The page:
Babe Ruth Built the Best Brand Ever

Look at that grin! The Babe. Who else could it be?

Our digitized world is obsessed with branding.  The road to success, we’re told, is to create a public image of a consistent experience/product/person that people will want to acquire or be exposed to.

That’s why the trade association for accountants published “Five Tips to Branding Yourself” (how, in fact, do accountants brand themselves?).  It’s why Success Magazine advised “How to:  Brand Yourself.”  And it’s why Semantic Scholar magazine explored the power of branding (“Researchers themselves are brands”).

Even writers are supposed to brand themselves (painful!) with online posts like this one, social media chirpiness, and identifiable literary products like my historical mystery series, each with “Deception” in the title.  [Which means I should mention that the paperback The Babe Ruth Deception will release on June 27!]

So let me put in a vote for the best brand ever:  BABE RUTH.

The Power of the Name

What’s the evidence?  I’ll stake my case on the name “Babe Ruth” and how we use it.  When we want to say that someone is dominant in a field, is the absolute best, what’s the metaphor that we reach for?  Often, it’s the Babe.  Among the examples I’ve noticed in just the last few months:

This just scratches the surface.  Willie Sutton as the “Babe Ruth of Bank Robbers” and Enrico Caruso as the “Babe Ruth of opera singers”?  Of course, according to Time Magazine and the New York Times, respectively.

Atlantic Magazine said that Wilt Chamberlain was “the Babe Ruth of Basketball“?  But Fox News thinks Kobe Bryant was “the Babe Ruth of the NBA“?  Who knew there was a “Babe Ruth of bridge“?  A “Babe Ruth of Relationships“?

Or that Bible teachings of the Old Testament are “The Babe Ruth of Kindness?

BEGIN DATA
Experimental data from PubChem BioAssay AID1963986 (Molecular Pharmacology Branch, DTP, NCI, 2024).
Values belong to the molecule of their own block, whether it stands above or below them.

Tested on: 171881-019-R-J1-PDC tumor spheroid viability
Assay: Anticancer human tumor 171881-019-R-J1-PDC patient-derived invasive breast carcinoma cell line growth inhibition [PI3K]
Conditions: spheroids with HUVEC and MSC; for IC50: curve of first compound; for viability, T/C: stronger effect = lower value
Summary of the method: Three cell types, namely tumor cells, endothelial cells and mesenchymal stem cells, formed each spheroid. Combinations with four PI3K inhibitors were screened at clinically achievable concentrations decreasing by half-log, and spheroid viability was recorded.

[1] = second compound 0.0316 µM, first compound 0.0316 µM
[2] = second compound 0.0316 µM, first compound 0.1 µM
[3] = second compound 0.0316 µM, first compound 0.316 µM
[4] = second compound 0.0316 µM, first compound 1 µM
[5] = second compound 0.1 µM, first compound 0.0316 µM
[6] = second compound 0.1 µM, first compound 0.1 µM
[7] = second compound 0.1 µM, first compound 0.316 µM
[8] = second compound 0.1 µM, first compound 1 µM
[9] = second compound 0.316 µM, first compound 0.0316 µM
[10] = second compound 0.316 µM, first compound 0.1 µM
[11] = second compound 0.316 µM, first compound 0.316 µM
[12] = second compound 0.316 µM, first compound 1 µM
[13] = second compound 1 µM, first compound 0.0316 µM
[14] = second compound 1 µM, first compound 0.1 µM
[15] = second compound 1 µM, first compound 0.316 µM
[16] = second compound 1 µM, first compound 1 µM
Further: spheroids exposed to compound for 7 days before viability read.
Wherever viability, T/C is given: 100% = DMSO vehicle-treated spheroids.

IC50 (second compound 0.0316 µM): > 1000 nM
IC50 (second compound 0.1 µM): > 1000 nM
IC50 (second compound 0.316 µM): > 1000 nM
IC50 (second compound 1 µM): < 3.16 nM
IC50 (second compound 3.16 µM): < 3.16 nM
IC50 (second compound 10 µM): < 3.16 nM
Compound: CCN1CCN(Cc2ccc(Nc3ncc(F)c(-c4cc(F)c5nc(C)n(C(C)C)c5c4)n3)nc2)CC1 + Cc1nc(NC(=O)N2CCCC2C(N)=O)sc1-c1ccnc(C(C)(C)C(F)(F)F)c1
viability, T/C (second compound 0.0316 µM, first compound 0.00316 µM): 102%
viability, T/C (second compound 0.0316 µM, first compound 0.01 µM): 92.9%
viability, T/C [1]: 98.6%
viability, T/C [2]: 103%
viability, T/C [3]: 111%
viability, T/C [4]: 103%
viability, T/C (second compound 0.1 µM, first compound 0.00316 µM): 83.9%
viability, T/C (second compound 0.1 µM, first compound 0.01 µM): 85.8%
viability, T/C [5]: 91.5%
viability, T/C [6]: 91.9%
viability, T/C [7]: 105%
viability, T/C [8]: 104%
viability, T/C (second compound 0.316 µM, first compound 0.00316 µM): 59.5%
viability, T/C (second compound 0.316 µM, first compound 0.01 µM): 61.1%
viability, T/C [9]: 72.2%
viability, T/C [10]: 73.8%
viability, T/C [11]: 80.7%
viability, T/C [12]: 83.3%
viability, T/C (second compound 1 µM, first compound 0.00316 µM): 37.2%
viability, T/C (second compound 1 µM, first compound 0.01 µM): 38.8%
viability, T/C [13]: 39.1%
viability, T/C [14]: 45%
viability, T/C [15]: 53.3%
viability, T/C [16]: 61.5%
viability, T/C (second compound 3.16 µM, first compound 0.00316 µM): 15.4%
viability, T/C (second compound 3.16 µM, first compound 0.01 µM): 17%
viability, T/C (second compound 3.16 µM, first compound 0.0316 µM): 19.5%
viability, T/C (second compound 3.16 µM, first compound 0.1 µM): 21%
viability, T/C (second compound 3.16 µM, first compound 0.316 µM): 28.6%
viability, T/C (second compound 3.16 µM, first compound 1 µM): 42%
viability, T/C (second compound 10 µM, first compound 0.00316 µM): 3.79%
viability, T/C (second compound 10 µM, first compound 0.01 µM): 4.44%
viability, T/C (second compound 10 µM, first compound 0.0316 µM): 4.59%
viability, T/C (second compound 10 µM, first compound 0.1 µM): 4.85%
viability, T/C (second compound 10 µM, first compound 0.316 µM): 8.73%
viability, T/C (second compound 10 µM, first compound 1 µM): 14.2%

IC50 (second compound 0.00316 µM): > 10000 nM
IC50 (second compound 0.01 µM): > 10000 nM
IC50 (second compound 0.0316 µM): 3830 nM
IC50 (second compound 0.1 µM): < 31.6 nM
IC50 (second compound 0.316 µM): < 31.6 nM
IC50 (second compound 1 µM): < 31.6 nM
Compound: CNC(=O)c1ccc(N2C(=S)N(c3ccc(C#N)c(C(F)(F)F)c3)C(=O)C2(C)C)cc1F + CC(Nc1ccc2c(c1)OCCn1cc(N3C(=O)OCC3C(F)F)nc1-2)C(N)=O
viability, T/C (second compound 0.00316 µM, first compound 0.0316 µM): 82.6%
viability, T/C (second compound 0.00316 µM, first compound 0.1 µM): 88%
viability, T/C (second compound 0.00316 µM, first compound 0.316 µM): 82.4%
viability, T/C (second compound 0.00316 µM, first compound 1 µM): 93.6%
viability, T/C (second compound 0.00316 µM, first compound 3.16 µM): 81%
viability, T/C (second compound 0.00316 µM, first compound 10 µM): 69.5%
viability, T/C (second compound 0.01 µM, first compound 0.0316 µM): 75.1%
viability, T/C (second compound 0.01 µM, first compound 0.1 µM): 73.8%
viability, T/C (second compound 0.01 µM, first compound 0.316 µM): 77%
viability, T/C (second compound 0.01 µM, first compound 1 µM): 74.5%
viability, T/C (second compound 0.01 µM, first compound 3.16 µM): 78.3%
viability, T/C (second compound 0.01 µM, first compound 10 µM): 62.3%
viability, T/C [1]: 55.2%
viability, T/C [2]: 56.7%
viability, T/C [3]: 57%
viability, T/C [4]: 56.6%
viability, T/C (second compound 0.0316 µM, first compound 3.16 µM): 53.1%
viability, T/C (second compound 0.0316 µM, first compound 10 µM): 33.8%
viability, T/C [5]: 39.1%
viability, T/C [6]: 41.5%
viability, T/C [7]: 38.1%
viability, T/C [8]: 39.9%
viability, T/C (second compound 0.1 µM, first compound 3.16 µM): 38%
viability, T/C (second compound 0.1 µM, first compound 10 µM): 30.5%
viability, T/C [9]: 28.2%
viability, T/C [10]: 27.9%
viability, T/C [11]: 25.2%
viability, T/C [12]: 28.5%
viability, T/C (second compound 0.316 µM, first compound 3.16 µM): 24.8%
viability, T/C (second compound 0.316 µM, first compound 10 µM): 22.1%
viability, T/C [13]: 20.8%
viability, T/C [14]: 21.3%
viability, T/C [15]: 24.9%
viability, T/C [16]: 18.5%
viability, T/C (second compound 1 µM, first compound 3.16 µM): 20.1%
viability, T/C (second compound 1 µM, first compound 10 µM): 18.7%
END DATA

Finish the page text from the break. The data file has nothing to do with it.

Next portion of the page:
I couldn’t make this one up.

So how did the Babe do it?  He was a lightly-educated kid from the wrong side of Baltimore’s tracks with a family so dysunctional that he mostly was raised in St. Mary’s Industrial School.  Yet he built the Best Brand Ever.

For a full answer, we’ll have to wait until this time next year, when Jane Leavy’s book on the Babe comes out — Hey Big Fella:  Babe Ruth and the Advent of Celebrity.  Like Jane’s other books, it’ll be compelling and fascinating.  Until then, here’s a quick list of reasons that pop into my mind:

Go ahead, try not to puddle up over this one!


  • Do something that lots of people do and love (baseball!), and do it better than anyone else ever has.
  • Have FUN while you’re doing it.

At the batting cage with kids

  • While you’re at it, fundamentally change how that thing is done — say, by hitting more home runs than anyone ever thought was possible.
  • Slap a charming grin on an ugly-handsome, unforgettable face.
  • Have an easy-to-remember, two-syllable name that sounds as friendly as your grin looks.
  • Make it clear that you like a good time as much as — hell, more than — most people do.


Babe holding court after a game

  • Love kids and get yourself photographed with them all the time.

Then go ahead and endorse every product that will pay you to do so.  Don’t be shy about it.

Among the items the Babe touted for America were:




  • Babe Ruth Underwear.
  • “Ruth’s Home Run” chocolate bar (the Baby Ruth bar was a total ripoff of the Babe by the Curtis Candy Company, but I digress).
  • Wheaties!
  • Quakers Puffed Wheat and Puffed Rice.

    Did he always wear his uniform to breakfast?

  • Old Gold Cigarettes
  • Pinch Hit Tobacco
  • Red Rock Cola
  • Esso Oil
  • Murphy-Rich Soap
  • Mrs. Sherlock’s Bread
  • Sinclair Oil
  • Raleigh Cigarettes
  • White Owl Cigars.
  • A.J. Reach Co. baseball mitts and baseballs
  • Barbasol shaving cream.
  • Girl Scout cookies!

    Hey Babe, look at the camera, not the Girl Scout!



  1. Robin Leslie Coxon on June 7, 2017 at 11:05 am

    I’ve just become aware of your book about Babe Ruth. As a fan of baseball I am so
    excited to read this book. Thank you for the chance to win a copy of your book on
    Goodreads. Keep on writing more books like this.

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